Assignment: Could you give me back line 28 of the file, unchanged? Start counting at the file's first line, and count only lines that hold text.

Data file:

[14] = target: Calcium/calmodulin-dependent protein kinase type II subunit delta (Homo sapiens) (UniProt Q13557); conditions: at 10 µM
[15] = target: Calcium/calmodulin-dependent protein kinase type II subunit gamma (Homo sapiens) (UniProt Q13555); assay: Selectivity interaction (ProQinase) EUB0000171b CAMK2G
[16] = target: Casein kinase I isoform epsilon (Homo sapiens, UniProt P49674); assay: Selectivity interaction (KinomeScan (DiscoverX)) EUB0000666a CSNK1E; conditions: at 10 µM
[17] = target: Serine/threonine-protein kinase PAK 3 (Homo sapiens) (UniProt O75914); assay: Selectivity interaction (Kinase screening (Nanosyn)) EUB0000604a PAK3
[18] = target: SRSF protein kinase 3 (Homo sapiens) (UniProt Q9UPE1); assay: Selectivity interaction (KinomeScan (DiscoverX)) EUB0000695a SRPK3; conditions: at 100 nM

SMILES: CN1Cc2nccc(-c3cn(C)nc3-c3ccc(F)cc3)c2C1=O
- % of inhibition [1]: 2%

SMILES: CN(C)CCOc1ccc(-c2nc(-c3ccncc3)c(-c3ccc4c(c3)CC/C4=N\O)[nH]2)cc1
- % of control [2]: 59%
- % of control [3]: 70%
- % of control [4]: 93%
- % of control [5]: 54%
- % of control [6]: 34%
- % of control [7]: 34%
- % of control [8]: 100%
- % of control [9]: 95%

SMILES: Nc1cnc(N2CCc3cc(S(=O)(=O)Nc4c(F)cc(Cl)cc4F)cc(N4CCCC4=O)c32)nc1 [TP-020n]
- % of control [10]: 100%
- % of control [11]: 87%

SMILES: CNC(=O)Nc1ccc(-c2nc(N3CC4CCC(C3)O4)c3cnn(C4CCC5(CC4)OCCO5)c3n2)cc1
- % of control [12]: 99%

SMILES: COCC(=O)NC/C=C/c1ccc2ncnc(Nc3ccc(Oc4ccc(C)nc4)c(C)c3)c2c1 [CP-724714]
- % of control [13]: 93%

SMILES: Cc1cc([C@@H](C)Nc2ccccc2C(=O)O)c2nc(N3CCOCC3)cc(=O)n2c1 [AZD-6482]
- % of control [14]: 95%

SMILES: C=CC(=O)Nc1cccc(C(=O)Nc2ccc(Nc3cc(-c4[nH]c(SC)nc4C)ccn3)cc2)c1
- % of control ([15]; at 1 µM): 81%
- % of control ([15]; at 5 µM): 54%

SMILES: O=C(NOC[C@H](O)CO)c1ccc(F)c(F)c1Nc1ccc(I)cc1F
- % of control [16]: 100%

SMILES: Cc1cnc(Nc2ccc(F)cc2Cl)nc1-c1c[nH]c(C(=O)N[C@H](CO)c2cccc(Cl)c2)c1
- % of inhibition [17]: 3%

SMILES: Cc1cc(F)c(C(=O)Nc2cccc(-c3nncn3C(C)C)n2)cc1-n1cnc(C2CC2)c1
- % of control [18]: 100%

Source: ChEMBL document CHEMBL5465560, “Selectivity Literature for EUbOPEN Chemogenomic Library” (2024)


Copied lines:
- % of control ([15]; at 5 µM): 54%